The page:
The Reserve Bank of Australia has said regulation will be a key factor in the establishment of a stablecoin to secure consumer protections.
Speaking at the Intersekt conference in Melbourne, head of payments policy department Ellis Connolly said the central bank does “see potential for well=designed, well-regulated stablecoins to make a contribution to providing better services for Australian households and businesses.”
“We do see a future which could involve well-regulated stablecoins, but it’s really important that we get the regulation of this right,” he said.
Ellis said issues witnessed earlier in the year “with the volatility in crypto markets… emphasised that there really is a need for a good regulatory framework in this space.”
The RBA has been working with Council of Financial Regulators about “stablecoins that could be used for payments”
“These are the ones that have similar characteristics to currency or money,” he said.
“The philosophy we approach this with is one of the same activity, same risk – it should have the same regulation.”
Connolly said the RBA perceives stablecoins to be “pretty similar in their functionality to stored value facilities” such as credit card schemes or mobile payment infrastructures.
“We think they should be regulated in a similar way.”
He added the RBA is seeking to provide a framework “that can give consumers confidence that if they purchase a stored values facility, such as a stablecoin, they’ll be able to extract the value from it at the other end.”
“Ways this can be done is by having stablecoins backed with high-quality collateral, or they can be credential regulated in a way equivalent to the way deposits are. This is what can help to provide consumers with that confidence.”
Connolly also spoke of the RBA’s stance on a central bank digital currency (CBDC), saying the bank “is very, very open on these issues”, however, is “not yet convinced there’s a public policy case to issue a retail central bank digital currency in Australia.”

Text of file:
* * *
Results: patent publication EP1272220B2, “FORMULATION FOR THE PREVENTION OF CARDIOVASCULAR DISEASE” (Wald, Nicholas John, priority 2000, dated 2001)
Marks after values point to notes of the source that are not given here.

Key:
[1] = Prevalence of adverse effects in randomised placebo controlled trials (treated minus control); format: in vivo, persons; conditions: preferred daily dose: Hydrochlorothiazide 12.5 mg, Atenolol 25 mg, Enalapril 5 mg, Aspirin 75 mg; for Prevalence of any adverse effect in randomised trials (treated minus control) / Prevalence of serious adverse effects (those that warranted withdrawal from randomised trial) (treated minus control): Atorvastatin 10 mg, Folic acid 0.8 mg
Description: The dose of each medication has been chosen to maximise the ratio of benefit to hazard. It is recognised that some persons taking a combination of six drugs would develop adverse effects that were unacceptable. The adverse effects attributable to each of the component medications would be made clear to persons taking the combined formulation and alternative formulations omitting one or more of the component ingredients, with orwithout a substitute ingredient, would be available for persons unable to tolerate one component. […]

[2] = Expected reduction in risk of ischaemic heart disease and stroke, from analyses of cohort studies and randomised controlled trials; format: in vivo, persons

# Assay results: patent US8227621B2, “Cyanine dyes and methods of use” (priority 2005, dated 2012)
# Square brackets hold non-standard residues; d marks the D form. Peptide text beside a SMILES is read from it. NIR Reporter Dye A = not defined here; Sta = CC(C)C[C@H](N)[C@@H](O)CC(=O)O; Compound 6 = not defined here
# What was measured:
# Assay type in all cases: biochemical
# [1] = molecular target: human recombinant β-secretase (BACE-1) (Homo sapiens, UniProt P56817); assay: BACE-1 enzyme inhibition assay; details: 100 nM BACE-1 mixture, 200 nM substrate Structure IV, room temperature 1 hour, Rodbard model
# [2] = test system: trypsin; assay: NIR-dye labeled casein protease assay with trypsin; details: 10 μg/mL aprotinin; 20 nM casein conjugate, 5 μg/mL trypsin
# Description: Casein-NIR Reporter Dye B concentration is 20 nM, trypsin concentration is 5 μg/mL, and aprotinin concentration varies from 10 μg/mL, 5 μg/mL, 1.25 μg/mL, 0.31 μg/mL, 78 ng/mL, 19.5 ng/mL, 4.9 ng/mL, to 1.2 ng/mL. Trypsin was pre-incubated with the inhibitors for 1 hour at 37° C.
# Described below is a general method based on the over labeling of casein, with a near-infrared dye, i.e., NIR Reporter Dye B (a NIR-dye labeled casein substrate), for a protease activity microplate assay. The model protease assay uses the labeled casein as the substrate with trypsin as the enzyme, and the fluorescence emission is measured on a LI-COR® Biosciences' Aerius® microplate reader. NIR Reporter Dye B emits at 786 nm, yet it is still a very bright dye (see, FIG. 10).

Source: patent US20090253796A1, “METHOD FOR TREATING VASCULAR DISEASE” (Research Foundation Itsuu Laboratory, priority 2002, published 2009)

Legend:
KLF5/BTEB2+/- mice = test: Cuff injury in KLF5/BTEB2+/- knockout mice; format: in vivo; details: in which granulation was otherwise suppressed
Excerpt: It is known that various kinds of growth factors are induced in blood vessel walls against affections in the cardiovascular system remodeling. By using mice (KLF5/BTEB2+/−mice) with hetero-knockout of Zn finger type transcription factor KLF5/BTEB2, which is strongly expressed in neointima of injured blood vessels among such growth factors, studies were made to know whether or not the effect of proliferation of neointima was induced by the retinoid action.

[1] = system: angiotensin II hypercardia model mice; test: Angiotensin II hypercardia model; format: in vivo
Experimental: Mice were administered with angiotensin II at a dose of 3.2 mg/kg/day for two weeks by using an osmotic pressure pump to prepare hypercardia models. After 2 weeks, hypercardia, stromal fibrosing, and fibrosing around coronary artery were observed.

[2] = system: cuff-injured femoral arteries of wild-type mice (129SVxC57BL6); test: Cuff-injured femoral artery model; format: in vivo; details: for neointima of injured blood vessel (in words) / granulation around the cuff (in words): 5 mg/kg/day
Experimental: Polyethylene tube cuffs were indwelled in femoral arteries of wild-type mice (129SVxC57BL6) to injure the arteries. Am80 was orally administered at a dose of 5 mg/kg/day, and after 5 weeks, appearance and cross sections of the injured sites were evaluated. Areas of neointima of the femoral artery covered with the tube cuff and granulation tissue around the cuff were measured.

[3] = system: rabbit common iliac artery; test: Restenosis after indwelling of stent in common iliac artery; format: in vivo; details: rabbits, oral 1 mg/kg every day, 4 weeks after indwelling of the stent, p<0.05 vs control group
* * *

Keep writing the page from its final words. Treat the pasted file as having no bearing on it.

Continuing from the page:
He said Australia already has “a modern and pretty efficient payment system” so “it’s not clear yet that we need to add to that a retail central bank digital currency”.
Connolly noted “the story is a bit different on the wholesale side.”
“You could imagine at some point in the future, there could be a wholesale CBDC that could assist with the settlement of tokenised assets.
“This isn’t a world away from what the Reserve Bank already does with its real-time gross settlement system.”
Stating the central bank wants “to make sure that Australia is well positioned for the future” Connolly said the RBA has being “doing quite a bit of research” on CBDCs.
“We’re pivoting now to really answer that public policy question of whether there’s a case to CBDCs by looking at potential use cases,” he said.
“That’s very much the focus of the research collaboration that we recently announced with the Digital Finance CRC to look at use cases for CBDCs in Australia.”
The 10-year, $180 million program, funded by industry partners, universities and the Australian Government, launched last Wednesday and will look into potential benefits relating from CBDCs.
“So, this is a step up from the proofs-of-concept that we’ve done so far, in that it would actually be an actual claim on the Reserve Bank,” he said.
“Our plan will be over the next couple of months to put out a white paper that describes the platform in a bit more detail and then we’ll put out an expression of interest to industry to find out what sort of use cases that you would like to test on this platform.
“We’ve got a very open mind whether they’re wholesale or retail use cases.
“The one thing we would ask is particularly interested in use cases where you can’t implement that easily just using the existing payment system – so we can really get to that question of do we need a CBDC in Australia?”